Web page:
Drinking Water in Sienna Plantation Safe to Drink

The below is distributed on behalf of SiEnvironmental, the operator of the Sienna water distribution system:

Since 2012, Missouri City has been supplying the majority of the water to Sienna Plantation through their Surface Water Treatment Plant (SWTP) which Sienna supplements with ground water wells during the peak demand in the summer. The Missouri City SWTP is currently out of service for a few weeks for repairs and for expansion of the system’s capacity. During this time, Sienna Plantation is operating on Ground Water Wells as the sole source of water, as was the case from 1997 to 2012.

The drinking water disinfection system or components has not changed in the past 8 years since the surface water plant was completed and started delivering water. The disinfection levels and residuals are checked every day at each water plant and at various locations throughout Sienna Plantation to insure the safety of the water.

A Texas Commission on Environmental Quality representative was onsite February 10th and confirmed the residuals were well within the suggested range for drinking water disinfection. The drinking water in Sienna Plantation continues to be and always has been safe to drink.

MCTX RSWTP Closed for Phase II Expansion Construction; During Shutdown, MUD-Operated Wells Are Being Utilized

MEDIA NEWS RELEASE
www.missouricitytx.gov
FOR IMMEDIATE RELEASE — Feb. 6, 2020
CONTACT: Stacie Walker — 281.403.8530
stacie.walker@missouricitytx.gov

As part of the Phase II expansion of the Missouri City Regional Surface Water Treatment Plant (RSWTP), service from the facility has been temporarily halted and, in the interim, water is being supplied by area municipal utility districts (MUDs) from ground water wells.

Due to the change in the source, the City has received a number of inquiries from residents and the media about the difference in the water. As a result, staff has compiled a list of frequently asked questions and responses on the issue:

When was the RSWTP temporarily shut down?
Tuesday, Jan. 28.

When is the plant expected to be back online?
By Friday, Feb. 14.

Why was the plant shut down?
According to City officials, the RSWTP is currently being expanded from its 10 million gallons a day (MGD) capacity, to 20 MGD. During this construction, the current 10 MGD plant needs to be shutdown intermittently to facilitate construction and integration with the expanded plant units.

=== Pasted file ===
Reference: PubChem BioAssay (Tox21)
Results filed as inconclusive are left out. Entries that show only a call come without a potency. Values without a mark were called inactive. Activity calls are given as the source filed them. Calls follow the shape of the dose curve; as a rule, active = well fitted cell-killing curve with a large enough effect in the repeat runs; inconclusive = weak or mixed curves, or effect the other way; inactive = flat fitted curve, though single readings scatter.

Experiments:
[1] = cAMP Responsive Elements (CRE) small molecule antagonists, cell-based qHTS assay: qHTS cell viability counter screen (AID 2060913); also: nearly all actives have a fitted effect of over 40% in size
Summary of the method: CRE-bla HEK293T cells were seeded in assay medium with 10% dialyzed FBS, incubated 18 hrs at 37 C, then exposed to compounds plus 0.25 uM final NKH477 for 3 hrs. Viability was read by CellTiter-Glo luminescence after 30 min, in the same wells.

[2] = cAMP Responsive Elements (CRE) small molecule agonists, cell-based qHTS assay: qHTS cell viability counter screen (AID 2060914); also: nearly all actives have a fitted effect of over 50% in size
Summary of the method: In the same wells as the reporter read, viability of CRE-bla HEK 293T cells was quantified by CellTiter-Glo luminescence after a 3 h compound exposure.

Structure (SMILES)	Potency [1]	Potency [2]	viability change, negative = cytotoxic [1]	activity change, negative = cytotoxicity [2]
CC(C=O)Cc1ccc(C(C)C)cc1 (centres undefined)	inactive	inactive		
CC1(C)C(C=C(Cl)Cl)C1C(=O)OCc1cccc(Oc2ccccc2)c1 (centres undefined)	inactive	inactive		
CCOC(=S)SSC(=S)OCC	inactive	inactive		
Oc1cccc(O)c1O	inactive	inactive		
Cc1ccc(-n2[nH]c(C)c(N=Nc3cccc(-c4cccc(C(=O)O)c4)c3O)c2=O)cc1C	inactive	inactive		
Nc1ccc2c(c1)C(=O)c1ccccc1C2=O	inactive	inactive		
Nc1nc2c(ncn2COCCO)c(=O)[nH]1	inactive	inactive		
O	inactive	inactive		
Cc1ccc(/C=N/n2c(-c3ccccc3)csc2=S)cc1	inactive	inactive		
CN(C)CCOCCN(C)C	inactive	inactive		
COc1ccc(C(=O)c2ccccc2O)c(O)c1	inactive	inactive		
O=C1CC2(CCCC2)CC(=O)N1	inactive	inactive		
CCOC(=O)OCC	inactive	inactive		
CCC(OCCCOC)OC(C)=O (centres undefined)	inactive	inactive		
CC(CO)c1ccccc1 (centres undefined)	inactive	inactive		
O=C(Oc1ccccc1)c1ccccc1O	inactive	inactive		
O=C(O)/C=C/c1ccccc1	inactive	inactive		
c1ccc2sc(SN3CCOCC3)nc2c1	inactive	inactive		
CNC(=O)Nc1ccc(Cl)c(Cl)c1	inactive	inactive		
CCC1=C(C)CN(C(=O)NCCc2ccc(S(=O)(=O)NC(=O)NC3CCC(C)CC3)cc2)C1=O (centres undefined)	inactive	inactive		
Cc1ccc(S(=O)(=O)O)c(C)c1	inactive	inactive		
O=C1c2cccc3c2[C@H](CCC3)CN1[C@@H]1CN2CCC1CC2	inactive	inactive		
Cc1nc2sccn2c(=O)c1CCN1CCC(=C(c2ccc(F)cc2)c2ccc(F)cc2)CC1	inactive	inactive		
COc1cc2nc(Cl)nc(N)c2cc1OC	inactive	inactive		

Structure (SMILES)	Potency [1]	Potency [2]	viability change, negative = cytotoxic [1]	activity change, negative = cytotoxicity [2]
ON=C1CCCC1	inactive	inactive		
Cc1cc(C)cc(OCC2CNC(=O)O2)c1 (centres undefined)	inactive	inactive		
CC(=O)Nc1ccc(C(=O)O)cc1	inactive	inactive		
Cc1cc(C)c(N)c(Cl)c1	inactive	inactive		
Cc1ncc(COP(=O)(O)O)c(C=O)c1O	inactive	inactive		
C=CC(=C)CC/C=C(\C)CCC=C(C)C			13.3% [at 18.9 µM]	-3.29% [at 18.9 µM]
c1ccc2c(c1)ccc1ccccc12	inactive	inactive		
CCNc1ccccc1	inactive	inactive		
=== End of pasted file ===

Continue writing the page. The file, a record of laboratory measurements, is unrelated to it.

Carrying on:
What communities are affected by the shutdown?
The areas affected are: all of Sienna, the portions of Riverstone in Missouri City’s ETJ and inside Missouri City limits, and Colony Lakes Subdivision.

Does this issue impact businesses and schools?
Yes, those that are located in the areas specified above.

How are these areas receiving water now?
During this temporary shutdown, existing ground water wells (operated and managed by the Municipal Utility Districts) are being used to augment potable water supplies in the affected areas.

Is the water safe?
According to the MUD operators, the “treated ground/well water” meets or exceeds regulatory standards for potable water and is safe for consumption.

Will there be any taste/odor/color differences?
In general, when there is a change in water supply source from “treated surface water” to “treated ground/well water,” consumers may notice a subtle difference in the taste/odor/color of the water.

Were impacted consumers notified?
No, according to City officials, as there was no interruption in water supply.

For updates, please watch the City website: www.missouricitytx.gov, like us on Facebook—fb/MissouriCityTX, follow us on Twitter, Instagram, Snapchat—@MissouriCityTX and Nextdoor, watch Missouri City Television (Ch. 16 on Comcast and Ch. 99 on AT&T U-verse) or download the MCTX Mobile app (available for free in Google Play and the Apple app store).

Severe Weather Update

The Tropical System that we have been watching over the past couple days has been officially upgraded to Tropical Storm Imelda. The system has produced sustained winds of 40 mph with gusts near 50 mph near Freeport. With its development and the formation of a more well defined surface circulation, we are gaining slightly more confidence in the rainfall forecast and amounts. TS Imelda’s center is forecasted to move in a north to north-northwesterly direction along the SH 288 corridor through Brazoria and Harris County this evening and overnight. This should bring the heaviest rainfall along the center and to the east of its track.

Depending on the final path and speed of TS Imelda, we have the potential for rainfall amounts between 4 to 6 inches with isolated amounts 10 to 15 inches through Thursday. As mentioned, the heaviest rainfall should be along and to the east of the SH 288 corridor, but this system could produce rainfall intensities between 2 to 3 inches per hour. Although Tropical Storm Winds are possible for areas along the coast, our biggest threat continues to be the rainfall which could cause street and small stream flooding. At this time, there is no forecasted threat of flooding along the Brazos River, but we will continue to monitor the conditions and provide updates as needed.